New Platform Launched by FAO to Support Family Farmers Worldwide

According to the U.N. Food and Agriculture Organization (FAO), 80 percent of the world’s food is produced by family farmers. The new Family Farming Knowledge Platform (FFKP), recently launched by the FAO, provides data for policymakers to support family farmers and organizations that support rural communities.

The FFKP was envisioned as a more permanent method than the IYFF of addressing sustainability issues, fighting hunger, and supporting family farming networks.

"There was a need to share knowledge on family farming-on the different kinds of policies that governments have implemented and the numerous activities of family farmers and their organizations in the field," says Francesco Pierri, Chief of the Advocacy Unit in the FAO Office for Partnerships, Advocacy and Capacity Development.

The new digital platform provides a wealth of information, data, and legislation, aiming to build stronger public policies in support of family farming worldwide. "There is a lot of information available on the web, but it's scattered—we wanted one single access point for all the information out there, for anybody working in this field to use,” says Pierri. Statistics, academic reports, and case studies will be added to the platform as further research becomes available.

A searchable laws and policy database on the FFKP was created through key partnerships with governments.

Country pages offer specific facts and information for all FAO Members and Associated Nations, with the goal of providing quick and easy access to reliable information by nation. Further resources include archived publications and multimedia materials related to family farming issues.

Through the FFKP, the FAO is democratizing innovation by disseminating family farmers’ creative solutions to the challenges of climate change, resource scarcity, and farm business management.

Publicly available information not only improves the visibility of farmer-led solutions but also provides grassroots support for effective public policies that support food producers.

The category of family farming includes fisheries, forestry, and livestock production in addition to crop production. About 72 percent of farms worldwide are less than one hectare, and just six percent are larger than five hectares, according to the FAO. More than 90 percent of the 570 million farms worldwide are managed by individuals or family members and rely primarily on family labor. "Family farmers feed our communities and take care of our earth—they are crucial allies in the fight against hunger and rural poverty," says FAO Director-General José Graziano da Silva.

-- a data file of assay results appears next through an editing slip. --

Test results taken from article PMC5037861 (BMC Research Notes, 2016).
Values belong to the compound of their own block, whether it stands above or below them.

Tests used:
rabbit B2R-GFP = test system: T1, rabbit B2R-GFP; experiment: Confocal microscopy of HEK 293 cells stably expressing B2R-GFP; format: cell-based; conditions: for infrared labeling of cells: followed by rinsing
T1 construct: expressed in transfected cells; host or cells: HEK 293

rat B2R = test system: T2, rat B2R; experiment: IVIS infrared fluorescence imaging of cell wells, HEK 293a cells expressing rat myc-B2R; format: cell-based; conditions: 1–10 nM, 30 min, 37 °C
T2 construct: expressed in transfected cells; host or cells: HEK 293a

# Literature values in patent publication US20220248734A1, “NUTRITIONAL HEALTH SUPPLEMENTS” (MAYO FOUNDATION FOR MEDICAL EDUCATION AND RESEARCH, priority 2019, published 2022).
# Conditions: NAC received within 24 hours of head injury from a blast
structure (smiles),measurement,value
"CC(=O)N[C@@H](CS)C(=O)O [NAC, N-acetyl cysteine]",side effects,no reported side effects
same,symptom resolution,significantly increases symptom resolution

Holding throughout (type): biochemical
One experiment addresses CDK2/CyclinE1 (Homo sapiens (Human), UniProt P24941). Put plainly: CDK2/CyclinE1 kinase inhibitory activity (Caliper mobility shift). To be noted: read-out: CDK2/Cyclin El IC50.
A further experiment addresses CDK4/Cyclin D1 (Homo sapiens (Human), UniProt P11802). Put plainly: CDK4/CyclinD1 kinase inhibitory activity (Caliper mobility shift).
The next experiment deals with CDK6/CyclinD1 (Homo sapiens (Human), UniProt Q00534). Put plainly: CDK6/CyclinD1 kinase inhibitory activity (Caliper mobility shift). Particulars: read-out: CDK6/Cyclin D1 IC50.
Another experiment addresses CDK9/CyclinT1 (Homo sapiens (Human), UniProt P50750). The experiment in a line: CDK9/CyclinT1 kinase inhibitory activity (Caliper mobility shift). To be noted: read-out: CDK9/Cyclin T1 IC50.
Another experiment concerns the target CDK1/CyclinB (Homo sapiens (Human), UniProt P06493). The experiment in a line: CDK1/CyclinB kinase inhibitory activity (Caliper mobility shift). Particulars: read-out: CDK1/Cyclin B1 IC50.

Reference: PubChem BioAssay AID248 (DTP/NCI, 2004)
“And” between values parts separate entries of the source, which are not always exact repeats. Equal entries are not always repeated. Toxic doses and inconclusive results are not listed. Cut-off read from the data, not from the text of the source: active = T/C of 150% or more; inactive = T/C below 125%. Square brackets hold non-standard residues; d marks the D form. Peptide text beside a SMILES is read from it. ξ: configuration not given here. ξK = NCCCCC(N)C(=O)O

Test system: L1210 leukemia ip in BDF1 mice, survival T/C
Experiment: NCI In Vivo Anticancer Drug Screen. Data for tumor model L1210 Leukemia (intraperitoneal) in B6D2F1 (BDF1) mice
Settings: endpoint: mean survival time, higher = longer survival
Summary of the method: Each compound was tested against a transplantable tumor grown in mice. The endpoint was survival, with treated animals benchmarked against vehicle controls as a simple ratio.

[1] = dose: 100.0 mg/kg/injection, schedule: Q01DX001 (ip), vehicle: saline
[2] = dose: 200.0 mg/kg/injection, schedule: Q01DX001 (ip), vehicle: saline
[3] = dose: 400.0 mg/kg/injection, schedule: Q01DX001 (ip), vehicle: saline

Partnerships with governments, farmer networks, UN agencies, NGOs, and researchers were crucial to the creation of the FFKP. A second phase of implementing the project will include online policy dialogues via the FFKP. These global conversations, which began with the IYFF, will support science-based policy and advocacy to achieve food security and move towards agricultural sustainability.

The FFKP will also include a section for FAO Members to post information, providing international visibility to their policies and programs.

In October of 2014, FAO held a Global Dialogue on family farming in Rome at which governments, farmer networks, and representatives from the private sector discussed how to carry forward the momentum from the IYFF. Stakeholders recognized the need to build the capacity of family farmers through strong public policies that work to link farms to institutions and markets, and to generate sustainable livelihoods in rural communities.

"Above all, strong political commitment in favor of family farming has risen at the highest level across the world, both in countries of the South and the North, throughout the IYFF," says Marcela Villarreal, Director of FAO's Office of Partnerships, Advocacy and Capacity Development.

Smallholder farmers are seen by the FAO as crucial to achieving sustainable use of natural resources, providing food security and balanced diets to local communities, and breaking cycles of rural poverty. These peasant farmers face immense obstacles such as limited access to land, credit, and technology; poor basic services and infrastructure; and imminent climate threats.

The data and research gathered by the FFKP not only provides a picture of the realities faced by family farmers across the globe but also represents the potential to unlock farmers’ solutions to everyday challenges. By engaging farmer networks and organizations via the platform, the FAO expects that the conversations spurred by the IYFF will continue to push for effective policies and raise global awareness of the daily realities of working in agriculture.

Watch a video about the FFKP HERE. The FAO also takes expressions of interest in collaborating to the FFKP through emails to

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